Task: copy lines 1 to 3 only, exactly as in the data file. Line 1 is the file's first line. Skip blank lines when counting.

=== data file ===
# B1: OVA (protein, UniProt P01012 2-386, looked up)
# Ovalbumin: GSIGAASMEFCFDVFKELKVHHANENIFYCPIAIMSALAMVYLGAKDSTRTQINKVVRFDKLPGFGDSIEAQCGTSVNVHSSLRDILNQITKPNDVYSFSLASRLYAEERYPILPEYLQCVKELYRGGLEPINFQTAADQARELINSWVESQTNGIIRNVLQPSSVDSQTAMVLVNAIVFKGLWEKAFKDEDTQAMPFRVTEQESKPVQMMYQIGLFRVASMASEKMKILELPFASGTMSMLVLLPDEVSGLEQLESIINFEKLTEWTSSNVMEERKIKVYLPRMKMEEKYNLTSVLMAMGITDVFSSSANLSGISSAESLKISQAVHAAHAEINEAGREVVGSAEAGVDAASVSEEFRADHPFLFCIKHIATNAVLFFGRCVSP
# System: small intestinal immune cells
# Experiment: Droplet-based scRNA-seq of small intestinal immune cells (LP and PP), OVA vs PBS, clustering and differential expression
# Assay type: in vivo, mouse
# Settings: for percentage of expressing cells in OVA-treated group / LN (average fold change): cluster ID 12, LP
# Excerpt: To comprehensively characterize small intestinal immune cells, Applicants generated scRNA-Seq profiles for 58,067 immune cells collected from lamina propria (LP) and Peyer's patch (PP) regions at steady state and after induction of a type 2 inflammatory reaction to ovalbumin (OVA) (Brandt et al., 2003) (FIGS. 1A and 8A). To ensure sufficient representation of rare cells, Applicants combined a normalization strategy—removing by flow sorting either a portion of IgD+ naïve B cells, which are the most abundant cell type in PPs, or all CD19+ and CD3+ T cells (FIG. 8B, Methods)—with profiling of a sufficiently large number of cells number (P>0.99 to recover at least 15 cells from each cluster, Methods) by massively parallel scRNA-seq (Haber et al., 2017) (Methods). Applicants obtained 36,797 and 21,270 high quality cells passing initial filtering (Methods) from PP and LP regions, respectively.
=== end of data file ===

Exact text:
# B1: OVA (protein, UniProt P01012 2-386, looked up)
# Ovalbumin: GSIGAASMEFCFDVFKELKVHHANENIFYCPIAIMSALAMVYLGAKDSTRTQINKVVRFDKLPGFGDSIEAQCGTSVNVHSSLRDILNQITKPNDVYSFSLASRLYAEERYPILPEYLQCVKELYRGGLEPINFQTAADQARELINSWVESQTNGIIRNVLQPSSVDSQTAMVLVNAIVFKGLWEKAFKDEDTQAMPFRVTEQESKPVQMMYQIGLFRVASMASEKMKILELPFASGTMSMLVLLPDEVSGLEQLESIINFEKLTEWTSSNVMEERKIKVYLPRMKMEEKYNLTSVLMAMGITDVFSSSANLSGISSAESLKISQAVHAAHAEINEAGREVVGSAEAGVDAASVSEEFRADHPFLFCIKHIATNAVLFFGRCVSP
# System: small intestinal immune cells